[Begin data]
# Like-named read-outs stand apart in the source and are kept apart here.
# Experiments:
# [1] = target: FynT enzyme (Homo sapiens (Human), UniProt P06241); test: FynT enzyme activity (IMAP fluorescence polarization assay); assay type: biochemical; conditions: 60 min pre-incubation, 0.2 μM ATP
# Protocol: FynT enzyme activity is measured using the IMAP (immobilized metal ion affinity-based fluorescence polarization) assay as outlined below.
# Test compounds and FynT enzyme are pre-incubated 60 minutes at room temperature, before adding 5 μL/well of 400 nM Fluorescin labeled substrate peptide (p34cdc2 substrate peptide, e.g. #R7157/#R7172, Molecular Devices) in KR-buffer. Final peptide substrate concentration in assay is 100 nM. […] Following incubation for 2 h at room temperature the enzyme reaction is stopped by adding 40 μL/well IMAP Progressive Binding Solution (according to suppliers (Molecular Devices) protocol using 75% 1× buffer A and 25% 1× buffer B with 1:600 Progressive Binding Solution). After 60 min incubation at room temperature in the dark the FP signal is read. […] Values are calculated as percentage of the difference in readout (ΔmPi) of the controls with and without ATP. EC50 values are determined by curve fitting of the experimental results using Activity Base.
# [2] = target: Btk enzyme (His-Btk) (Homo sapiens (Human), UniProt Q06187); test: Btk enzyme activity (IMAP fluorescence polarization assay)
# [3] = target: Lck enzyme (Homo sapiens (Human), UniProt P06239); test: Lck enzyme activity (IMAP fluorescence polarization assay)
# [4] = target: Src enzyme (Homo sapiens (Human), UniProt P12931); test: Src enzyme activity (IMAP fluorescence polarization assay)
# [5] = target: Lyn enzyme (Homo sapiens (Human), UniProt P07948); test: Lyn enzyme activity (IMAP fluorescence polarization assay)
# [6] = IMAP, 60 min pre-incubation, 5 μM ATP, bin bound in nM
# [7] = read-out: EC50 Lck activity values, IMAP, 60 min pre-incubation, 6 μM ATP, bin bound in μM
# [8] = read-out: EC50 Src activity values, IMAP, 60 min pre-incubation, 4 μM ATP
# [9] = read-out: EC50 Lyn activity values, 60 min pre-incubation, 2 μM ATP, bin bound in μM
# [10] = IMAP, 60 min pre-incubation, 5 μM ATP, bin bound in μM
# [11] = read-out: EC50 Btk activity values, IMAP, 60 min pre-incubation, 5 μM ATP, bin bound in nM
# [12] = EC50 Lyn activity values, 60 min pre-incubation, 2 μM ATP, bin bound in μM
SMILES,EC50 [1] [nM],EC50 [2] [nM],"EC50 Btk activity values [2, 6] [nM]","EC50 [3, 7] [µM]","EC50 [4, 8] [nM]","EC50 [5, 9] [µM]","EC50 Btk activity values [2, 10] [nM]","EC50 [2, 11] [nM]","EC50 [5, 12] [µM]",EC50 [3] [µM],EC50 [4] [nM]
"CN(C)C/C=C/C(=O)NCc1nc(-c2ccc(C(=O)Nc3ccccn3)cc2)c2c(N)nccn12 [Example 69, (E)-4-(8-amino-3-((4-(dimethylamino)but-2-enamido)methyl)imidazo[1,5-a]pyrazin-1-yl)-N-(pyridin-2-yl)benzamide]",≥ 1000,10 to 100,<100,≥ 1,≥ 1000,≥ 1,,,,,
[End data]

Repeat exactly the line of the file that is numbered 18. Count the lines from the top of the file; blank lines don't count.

"CN(C)C/C=C/C(=O)NCc1nc(-c2ccc(C(=O)Nc3ccccn3)cc2)c2c(N)nccn12 [Example 69, (E)-4-(8-amino-3-((4-(dimethylamino)but-2-enamido)methyl)imidazo[1,5-a]pyrazin-1-yl)-N-(pyridin-2-yl)benzamide]",≥ 1000,10 to 100,<100,≥ 1,≥ 1000,≥ 1,,,,,